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State grant to help mark site of Minnesota's worst mining disaster

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A state grant will help Crow Wing County shed some light on one of the darkest days in Minnesota mining history.

The Brainerd Dispatch reports the County Board this week agreed to accept up to $279,000 from the Department of Natural Resources to help develop Milford Mine Memorial Park.

The site north of Crosby is where 41 miners were killed in 1924 when a shaft 200 feet deep collapsed, filling with mud and water from neighboring Foley Lake.

The area is already a park but the county's agreement with the DNR will allow for restoration of the mine shaft, a trail leading to it, a historic marker and monument, and interpretive signs.

The Dispatch says half of the grant will pay for construction of a boardwalk across the marshes that keep the mine site inaccessible by foot except when winter ice is thick.

An article published by MinnPost last year recounted the Milford Mine collapse.

It says the manganese mine owned by George Crosby opened in 1917 and reached its peak of production in 1924 – the year of the collapse – shipping 70,000 tons of ore. The mine continued operating until 1932, when the Depression idled most of the country's steel mills.

Newspaper accounts from the time of the Feb. 5 collapse said the miners had no warning anything was awry. Within 15 minutes the bog water and mud had filled the shaft to within 15 feet of the surface. Seven miners were able to escape.

This past February the Dispatch posted video from a ceremony at the site that marked the 90th anniversary of the disaster.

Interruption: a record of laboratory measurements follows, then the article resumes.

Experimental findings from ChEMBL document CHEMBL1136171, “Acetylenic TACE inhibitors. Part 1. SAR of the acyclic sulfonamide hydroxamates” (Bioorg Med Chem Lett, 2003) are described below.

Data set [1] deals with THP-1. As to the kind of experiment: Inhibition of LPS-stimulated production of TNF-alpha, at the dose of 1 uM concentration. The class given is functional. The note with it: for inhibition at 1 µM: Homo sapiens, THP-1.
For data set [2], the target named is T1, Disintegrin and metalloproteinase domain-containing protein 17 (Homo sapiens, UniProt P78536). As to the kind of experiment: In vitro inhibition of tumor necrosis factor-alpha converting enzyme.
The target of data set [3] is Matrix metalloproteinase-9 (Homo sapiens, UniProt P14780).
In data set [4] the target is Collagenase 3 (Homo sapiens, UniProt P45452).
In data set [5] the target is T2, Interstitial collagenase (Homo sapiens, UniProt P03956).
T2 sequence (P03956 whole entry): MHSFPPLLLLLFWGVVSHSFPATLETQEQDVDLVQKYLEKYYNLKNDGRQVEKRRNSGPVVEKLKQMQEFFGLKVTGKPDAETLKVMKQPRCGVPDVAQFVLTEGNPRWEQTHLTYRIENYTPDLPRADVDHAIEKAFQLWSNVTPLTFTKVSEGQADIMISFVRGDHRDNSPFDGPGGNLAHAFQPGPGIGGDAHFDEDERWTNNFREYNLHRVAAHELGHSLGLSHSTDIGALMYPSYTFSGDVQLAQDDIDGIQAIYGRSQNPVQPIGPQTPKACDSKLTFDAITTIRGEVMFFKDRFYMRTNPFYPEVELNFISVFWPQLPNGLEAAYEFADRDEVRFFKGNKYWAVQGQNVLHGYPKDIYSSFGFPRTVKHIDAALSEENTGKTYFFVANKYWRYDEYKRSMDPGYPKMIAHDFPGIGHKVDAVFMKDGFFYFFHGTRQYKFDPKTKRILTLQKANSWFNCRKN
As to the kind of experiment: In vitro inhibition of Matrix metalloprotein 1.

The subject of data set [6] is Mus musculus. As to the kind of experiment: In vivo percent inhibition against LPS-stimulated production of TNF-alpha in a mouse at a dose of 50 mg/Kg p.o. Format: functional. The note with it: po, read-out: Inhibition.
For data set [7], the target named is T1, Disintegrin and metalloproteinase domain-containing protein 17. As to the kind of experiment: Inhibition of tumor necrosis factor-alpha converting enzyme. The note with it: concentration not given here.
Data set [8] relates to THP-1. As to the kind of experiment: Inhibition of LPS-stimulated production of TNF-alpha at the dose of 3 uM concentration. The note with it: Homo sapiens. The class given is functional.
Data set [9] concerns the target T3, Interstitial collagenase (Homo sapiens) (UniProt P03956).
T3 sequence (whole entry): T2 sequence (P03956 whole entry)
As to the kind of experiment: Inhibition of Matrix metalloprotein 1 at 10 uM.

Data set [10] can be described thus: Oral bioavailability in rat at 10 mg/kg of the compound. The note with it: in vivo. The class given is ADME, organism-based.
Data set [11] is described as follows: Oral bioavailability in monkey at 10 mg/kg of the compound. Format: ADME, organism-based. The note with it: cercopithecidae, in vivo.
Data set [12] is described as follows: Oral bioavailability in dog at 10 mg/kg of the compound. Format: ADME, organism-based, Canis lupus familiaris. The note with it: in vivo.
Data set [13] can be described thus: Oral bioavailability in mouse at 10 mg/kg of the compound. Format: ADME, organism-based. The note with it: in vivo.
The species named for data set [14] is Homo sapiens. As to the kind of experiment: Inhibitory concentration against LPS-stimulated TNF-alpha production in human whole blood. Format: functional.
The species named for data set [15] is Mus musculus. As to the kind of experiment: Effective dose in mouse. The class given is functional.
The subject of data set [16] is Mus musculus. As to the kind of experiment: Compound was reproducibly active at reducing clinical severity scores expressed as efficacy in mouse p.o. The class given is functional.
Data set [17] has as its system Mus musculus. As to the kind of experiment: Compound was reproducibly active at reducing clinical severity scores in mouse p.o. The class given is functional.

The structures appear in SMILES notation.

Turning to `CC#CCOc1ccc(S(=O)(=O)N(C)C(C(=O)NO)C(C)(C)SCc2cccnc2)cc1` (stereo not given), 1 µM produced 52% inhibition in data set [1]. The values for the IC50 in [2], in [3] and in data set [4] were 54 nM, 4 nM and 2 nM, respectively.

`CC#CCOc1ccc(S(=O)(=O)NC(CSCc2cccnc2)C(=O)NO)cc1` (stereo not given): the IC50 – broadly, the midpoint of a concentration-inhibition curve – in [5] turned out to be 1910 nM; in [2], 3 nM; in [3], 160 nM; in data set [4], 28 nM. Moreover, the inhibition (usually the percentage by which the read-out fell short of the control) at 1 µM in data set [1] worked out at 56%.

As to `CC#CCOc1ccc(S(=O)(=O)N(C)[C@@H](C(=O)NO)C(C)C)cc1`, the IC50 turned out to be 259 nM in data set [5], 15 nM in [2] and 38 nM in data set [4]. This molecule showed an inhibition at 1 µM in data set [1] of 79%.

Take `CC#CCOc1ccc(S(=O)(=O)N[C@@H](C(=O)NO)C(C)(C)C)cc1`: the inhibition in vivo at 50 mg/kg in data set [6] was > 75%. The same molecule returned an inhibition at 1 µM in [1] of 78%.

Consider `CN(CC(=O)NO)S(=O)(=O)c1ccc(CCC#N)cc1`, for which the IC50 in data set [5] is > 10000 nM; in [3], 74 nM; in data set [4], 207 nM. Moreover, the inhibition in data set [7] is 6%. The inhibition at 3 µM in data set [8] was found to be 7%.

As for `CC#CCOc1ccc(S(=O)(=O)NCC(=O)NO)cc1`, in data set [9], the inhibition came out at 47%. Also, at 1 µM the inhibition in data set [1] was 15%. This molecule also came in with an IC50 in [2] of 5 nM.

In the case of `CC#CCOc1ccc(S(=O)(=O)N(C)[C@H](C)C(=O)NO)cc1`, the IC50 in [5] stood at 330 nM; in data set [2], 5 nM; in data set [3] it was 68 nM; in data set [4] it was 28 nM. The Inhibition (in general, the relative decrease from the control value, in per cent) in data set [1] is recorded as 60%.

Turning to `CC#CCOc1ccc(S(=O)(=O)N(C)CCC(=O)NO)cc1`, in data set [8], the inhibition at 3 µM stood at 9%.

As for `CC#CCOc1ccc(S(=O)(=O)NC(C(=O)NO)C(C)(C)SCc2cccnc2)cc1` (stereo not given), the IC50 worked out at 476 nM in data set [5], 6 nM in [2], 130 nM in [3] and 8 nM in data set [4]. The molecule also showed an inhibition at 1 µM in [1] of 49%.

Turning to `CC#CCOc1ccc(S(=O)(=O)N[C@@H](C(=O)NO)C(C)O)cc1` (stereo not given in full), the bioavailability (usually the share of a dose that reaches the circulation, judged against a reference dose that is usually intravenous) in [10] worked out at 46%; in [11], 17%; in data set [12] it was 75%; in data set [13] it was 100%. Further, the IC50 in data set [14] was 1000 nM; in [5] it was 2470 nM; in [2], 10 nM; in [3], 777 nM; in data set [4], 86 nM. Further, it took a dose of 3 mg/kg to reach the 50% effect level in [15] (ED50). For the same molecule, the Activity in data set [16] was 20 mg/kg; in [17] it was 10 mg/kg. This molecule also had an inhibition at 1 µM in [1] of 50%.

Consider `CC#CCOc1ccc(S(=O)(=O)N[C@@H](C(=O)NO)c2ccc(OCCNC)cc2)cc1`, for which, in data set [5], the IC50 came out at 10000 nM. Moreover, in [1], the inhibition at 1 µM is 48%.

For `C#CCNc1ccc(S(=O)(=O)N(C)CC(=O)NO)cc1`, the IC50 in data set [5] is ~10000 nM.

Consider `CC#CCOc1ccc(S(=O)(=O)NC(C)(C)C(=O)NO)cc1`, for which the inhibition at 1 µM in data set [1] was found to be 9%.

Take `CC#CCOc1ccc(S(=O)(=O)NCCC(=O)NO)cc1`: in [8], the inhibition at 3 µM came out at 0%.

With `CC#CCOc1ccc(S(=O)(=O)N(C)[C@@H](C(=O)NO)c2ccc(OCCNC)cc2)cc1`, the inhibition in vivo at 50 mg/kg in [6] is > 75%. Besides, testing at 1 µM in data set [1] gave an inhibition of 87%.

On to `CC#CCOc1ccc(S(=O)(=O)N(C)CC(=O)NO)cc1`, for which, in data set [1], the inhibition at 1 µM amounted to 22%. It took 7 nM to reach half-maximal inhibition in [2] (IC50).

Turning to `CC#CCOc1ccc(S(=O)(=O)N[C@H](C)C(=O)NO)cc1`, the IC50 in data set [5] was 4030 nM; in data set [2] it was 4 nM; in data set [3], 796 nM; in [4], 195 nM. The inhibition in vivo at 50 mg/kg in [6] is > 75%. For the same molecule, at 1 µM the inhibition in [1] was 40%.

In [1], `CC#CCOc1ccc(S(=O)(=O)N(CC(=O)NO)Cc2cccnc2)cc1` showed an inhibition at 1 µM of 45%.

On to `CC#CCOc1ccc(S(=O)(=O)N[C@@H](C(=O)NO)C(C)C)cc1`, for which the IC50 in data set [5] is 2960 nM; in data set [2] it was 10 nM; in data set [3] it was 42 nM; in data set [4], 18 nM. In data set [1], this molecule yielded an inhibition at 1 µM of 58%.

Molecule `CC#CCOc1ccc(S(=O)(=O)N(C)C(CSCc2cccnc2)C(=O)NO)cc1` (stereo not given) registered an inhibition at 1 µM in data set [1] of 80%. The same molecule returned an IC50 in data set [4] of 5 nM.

An application to list the Milford Mine site on the National Register of Historic Places was accepted by the National Park Service in 2011.

The mine is also well-known among those who collect ghost stories from the Cuyuna Range. The website Ghosts of the Prairie relates the tale of the first group of workers to return to the Milford Mine when production resumed after the collapse.

There to meet them at the bottom of the shaft, the story goes, was Clinton Harris. Clinton, they say, might have escaped from the tragedy but instead chose to stay at his post, sounding an alarm whistle to warn those working on the mine's higher levels to evacuate. Miners in that first post-collapse crew insisted they not only saw Clinton still at his post but heard the whistle, as well.

The Brainerd Dispatch reports plans for developing Milford Mine Memorial Park include planting 41 trees to honor each of the victims of the collapse. The schedule calls for completing the work by September of next year.

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